Disrupted resting-state spontaneous neural activity in stable COPD
Authors Xin H, Li H, Yu H, Yu J, Zhang J, Wang W, Peng D
Received 12 October 2018
Accepted for publication 17 January 2019
Published 27 February 2019 Volume 2019:14 Pages 499—508
Checked for plagiarism Yes
Review by Single anonymous peer review
Peer reviewer comments 2
Editor who approved publication: Prof. Dr. Chunxue Bai
Huizhen Xin,1,* Haijun Li,1,* Honghui Yu,1 Jingjing Yu,2 Juan Zhang,1 Wenjing Wang,2 Dechang Peng1
1Department of Radiology, The First Affiliated Hospital, Nanchang University, Nanchang, People’s Republic of China; 2Department of Respiratory, The First Affiliated Hospital, Nanchang University, Nanchang, People’s Republic of China
*These authors contributed equally to this work
Introduction and aim: Abnormal brain structure and function in COPD has been reported on MRI. However, the deficit in local synchronization of spontaneous activity in patients with stable COPD remains unknown. The main aim of the present study was to explore spontaneous brain activity in patients with COPD compared with normal controls using the regional homogeneity (ReHo) method based on resting-state functional MRI.
Methods: Nineteen patients with stable COPD and 20 well-matched (including age, sex, and number of years of education) normal controls who were recruited for the present study underwent resting-state functional MRI examinations and a series of neuropsychological and clinical assessments. The ReHo method was used to assess the strength of local brain signal synchrony. The mean ReHo values in brain areas with abnormal ReHo were evaluated with a receiver operating characteristic curve. The relationships between the brain regions with altered ReHo values and the clinical and neuropsychological parameters in COPD patients were assessed using Pearson’s correlation.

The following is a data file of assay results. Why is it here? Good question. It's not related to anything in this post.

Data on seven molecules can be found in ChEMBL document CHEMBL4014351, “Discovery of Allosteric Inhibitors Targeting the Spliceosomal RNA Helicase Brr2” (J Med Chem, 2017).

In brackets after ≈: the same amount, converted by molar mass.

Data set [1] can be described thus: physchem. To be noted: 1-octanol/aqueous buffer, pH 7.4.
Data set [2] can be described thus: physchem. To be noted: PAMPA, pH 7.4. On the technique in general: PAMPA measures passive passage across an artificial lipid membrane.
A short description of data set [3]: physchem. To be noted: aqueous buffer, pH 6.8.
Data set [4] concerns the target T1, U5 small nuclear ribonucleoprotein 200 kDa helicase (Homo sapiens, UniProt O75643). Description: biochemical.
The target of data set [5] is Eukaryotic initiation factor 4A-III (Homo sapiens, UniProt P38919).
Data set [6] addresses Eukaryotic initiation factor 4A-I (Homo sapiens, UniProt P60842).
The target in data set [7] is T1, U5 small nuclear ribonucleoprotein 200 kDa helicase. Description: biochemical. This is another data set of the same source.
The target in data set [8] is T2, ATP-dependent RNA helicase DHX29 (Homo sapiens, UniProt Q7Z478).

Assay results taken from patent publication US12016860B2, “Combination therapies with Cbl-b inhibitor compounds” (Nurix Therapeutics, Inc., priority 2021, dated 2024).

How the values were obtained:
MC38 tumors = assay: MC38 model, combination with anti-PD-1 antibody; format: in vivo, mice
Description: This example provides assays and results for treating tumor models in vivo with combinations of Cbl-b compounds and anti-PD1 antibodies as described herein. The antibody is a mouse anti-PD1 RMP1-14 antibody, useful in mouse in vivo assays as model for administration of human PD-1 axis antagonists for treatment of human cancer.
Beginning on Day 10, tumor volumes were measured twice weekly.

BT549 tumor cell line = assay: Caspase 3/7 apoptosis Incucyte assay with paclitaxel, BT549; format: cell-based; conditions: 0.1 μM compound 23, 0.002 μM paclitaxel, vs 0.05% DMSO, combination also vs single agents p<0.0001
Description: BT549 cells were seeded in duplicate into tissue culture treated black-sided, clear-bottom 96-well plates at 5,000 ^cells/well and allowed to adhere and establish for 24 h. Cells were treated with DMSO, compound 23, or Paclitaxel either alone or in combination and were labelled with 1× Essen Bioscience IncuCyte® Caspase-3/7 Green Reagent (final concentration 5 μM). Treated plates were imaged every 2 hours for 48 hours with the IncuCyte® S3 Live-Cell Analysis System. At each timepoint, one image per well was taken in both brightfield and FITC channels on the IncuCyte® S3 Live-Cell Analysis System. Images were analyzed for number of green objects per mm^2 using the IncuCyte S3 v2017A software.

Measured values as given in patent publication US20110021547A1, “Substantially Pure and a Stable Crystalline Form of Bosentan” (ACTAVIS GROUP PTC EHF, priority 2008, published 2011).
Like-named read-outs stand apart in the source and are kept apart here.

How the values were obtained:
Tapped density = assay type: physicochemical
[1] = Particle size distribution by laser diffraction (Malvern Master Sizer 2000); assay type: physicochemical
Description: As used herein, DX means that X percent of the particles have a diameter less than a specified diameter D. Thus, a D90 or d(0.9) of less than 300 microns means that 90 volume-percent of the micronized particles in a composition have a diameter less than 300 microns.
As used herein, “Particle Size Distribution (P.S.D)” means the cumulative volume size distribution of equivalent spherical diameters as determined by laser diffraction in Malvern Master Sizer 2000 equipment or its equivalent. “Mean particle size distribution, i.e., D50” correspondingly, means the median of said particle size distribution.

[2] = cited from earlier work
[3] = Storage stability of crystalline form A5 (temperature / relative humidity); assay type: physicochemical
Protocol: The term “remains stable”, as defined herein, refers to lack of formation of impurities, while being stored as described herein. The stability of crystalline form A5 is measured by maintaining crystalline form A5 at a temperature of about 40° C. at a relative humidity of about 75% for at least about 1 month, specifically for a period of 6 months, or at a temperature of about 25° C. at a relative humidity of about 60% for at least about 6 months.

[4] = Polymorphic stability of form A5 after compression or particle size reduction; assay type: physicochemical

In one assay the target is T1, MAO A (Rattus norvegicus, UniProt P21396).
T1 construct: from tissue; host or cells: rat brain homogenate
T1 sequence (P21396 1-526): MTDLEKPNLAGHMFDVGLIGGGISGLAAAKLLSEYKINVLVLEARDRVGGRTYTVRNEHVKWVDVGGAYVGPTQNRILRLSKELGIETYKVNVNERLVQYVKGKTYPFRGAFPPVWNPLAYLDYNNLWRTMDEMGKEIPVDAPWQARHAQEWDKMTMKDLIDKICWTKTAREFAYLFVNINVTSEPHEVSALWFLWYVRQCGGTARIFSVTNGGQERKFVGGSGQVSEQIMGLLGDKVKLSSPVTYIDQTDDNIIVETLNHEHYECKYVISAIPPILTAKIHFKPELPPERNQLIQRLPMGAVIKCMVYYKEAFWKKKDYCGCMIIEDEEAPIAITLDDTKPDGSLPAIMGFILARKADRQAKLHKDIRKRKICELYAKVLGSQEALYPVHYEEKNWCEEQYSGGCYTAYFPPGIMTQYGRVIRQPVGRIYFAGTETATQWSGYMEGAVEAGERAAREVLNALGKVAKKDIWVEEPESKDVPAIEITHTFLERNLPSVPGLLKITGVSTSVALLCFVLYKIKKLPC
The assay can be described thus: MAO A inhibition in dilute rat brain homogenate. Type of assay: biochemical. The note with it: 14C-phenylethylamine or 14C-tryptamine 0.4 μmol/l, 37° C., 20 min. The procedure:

Results: Patients with COPD showed significantly lower ReHo values in the left occipital lobe and the right lingual, bilateral precuneus, and right precentral gyrus. The result of receiver operating characteristic curve analysis showed that the altered average ReHo values have high efficacy for distinguishing function. The mean lower ReHo values in the precuneus gyrus showed a significant positive correlation with FEV1%, FEV1/FVC, and orientation function but a significant negative correlation with arterial partial pressure of carbon dioxide.
Conclusion: The COPD patients demonstrated abnormal synchrony of regional spontaneous activity, and the regions with abnormal activity were all correlated with visual processing pathways, which might provide us with a new perspective to further understand the underlying pathophysiology of cognitive impairment in patients with COPD.
Keywords: chronic obstructive pulmonary disease, regional homogeneity, resting-state functional magnetic resonance imaging, visual processing pathways, blood oxygen-level-dependent